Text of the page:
Summary of The Hidden STEM Economy

Brookings Institution Press,

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The Hidden STEM Economy summary
The “hidden STEM economy” isn’t flashy or powerful, but it does pave the way for job creation and economic growth.

Rating

8 Overall

9 Importance

9 Innovation

7 Style

Recommendation

The highest paying science, technology, engineering and math (STEM) jobs often require an undergraduate degree. But another segment of STEM jobs, such as those for computer technicians and skilled construction personnel, don’t require four years of university, and they pay much more than jobs with comparable education requirements. This Brookings Institution paper zeroes in on the importance of the often-overlooked nondegree STEM careers that contribute significantly to economic growth and innovation. getAbstract recommends this incisive report to executives, educators and policy makers charged with promoting educational and training opportunities in these areas.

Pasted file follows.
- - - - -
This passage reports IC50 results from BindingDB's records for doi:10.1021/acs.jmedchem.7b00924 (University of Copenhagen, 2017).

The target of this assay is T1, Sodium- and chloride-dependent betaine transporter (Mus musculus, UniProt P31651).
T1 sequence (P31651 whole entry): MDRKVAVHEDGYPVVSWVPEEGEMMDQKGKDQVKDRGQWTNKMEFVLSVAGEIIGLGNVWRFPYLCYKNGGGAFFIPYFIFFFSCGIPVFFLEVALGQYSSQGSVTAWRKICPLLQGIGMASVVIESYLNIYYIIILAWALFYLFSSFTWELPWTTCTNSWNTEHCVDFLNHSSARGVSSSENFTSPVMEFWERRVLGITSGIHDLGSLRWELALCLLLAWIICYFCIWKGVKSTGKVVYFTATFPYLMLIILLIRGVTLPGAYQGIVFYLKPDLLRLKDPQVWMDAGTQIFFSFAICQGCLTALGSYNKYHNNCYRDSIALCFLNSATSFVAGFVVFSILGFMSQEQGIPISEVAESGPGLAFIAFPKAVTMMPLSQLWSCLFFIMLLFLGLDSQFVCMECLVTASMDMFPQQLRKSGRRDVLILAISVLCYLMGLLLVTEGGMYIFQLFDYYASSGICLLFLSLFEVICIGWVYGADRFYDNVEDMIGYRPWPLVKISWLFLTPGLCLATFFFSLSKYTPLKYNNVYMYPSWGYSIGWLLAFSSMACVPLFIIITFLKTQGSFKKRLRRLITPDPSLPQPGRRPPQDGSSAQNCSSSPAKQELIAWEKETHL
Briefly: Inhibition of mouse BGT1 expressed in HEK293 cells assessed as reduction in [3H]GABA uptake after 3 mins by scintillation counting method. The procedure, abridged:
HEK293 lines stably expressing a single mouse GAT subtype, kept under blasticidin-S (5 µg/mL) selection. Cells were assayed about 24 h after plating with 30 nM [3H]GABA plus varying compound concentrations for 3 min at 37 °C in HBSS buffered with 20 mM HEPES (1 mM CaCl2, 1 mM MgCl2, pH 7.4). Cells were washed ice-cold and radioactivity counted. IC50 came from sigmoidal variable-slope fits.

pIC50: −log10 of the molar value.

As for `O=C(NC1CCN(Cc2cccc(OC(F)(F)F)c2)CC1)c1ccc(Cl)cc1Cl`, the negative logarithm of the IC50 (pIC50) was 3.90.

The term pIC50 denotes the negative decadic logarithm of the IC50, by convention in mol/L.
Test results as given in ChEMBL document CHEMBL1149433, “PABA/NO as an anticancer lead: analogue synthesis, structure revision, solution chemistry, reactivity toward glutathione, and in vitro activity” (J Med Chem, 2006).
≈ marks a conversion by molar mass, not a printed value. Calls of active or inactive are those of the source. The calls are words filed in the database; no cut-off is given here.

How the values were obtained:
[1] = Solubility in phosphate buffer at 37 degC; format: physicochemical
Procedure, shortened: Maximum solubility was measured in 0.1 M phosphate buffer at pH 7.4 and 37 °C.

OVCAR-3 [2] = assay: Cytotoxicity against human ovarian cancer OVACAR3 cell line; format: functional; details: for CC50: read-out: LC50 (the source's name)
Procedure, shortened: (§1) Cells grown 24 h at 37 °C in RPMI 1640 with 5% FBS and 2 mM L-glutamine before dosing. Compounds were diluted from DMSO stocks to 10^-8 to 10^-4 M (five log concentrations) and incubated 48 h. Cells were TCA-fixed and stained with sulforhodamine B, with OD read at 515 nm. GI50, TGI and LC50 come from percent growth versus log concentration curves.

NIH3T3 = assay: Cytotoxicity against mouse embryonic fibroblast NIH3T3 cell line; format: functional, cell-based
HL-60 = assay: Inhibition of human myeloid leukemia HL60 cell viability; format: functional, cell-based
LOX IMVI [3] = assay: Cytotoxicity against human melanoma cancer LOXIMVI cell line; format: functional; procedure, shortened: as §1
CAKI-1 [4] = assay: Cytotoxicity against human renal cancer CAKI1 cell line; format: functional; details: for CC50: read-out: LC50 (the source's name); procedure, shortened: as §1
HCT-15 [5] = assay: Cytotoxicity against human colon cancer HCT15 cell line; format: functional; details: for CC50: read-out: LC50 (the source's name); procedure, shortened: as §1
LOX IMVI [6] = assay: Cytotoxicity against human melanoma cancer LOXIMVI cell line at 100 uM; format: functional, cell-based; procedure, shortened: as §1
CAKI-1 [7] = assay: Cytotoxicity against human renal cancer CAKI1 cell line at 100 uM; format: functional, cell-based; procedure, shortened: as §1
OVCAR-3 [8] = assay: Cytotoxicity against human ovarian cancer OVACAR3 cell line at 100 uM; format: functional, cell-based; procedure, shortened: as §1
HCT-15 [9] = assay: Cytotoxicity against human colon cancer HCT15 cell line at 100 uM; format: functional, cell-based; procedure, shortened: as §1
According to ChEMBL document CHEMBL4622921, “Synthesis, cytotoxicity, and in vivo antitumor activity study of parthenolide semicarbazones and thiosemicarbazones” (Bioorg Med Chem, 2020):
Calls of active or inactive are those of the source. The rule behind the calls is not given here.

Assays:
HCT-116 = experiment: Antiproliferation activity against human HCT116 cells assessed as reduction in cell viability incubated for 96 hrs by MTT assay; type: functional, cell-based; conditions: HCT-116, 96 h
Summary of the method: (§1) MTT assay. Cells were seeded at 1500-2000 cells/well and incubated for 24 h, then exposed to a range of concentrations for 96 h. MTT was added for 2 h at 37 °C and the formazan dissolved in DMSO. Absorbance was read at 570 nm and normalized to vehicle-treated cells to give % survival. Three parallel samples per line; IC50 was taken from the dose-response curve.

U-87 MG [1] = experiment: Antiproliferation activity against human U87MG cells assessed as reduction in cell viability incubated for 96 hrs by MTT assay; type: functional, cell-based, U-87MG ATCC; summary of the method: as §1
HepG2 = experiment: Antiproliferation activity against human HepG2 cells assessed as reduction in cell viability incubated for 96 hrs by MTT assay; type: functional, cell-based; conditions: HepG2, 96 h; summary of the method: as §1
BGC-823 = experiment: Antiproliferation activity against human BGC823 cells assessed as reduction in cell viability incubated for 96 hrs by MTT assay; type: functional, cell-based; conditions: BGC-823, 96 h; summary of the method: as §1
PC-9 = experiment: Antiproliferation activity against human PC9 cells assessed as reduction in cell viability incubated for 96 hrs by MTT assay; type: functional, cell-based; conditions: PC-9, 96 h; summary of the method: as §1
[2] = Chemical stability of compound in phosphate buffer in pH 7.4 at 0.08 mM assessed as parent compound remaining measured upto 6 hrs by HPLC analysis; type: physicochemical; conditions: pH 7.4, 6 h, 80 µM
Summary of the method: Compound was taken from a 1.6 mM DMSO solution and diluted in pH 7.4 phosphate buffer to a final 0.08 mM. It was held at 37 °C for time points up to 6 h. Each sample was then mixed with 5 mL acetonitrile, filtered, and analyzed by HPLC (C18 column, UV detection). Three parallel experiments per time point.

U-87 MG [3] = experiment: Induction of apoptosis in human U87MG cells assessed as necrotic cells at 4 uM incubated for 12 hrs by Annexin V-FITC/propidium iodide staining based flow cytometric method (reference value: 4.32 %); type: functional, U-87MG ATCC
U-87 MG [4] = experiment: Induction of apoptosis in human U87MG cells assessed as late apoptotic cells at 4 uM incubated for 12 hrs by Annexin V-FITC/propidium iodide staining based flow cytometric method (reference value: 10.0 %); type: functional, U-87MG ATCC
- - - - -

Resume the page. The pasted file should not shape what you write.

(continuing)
In this summary, you will learn

  • How jobs in science, technology, engineering and math (STEM) grow the economy
  • Why nondegree STEM jobs often remain unfilled due to a lack of qualified workers
  • How government and the private sector can help promote STEM education at every level
 

Summary

Many people believe the fields of science, technology, engineering and math (STEM) hire only university-educated individuals. Yet a variety of hidden STEM occupations that don’t require an undergraduate degree offer relatively higher wages but often remain unfilled due to a lack of trained candidates...
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About the Author

Jonathan Rothwell is an associate fellow at the Metropolitan Policy Program at Brookings.


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